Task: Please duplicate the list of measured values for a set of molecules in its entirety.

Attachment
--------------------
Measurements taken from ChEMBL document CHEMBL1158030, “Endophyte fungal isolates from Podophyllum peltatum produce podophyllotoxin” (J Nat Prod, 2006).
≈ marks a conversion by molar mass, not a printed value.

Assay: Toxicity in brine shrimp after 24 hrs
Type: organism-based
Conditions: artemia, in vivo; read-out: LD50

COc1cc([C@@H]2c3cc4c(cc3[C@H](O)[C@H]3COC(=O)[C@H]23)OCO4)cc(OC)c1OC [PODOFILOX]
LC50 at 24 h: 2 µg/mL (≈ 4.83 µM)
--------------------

Measurements taken from ChEMBL document CHEMBL1158030, “Endophyte fungal isolates from Podophyllum peltatum produce podophyllotoxin” (J Nat Prod, 2006).
≈ marks a conversion by molar mass, not a printed value.

Assay: Toxicity in brine shrimp after 24 hrs
Type: organism-based
Conditions: artemia, in vivo; read-out: LD50

COc1cc([C@@H]2c3cc4c(cc3[C@H](O)[C@H]3COC(=O)[C@H]23)OCO4)cc(OC)c1OC [PODOFILOX]
LC50 at 24 h: 2 µg/mL (≈ 4.83 µM)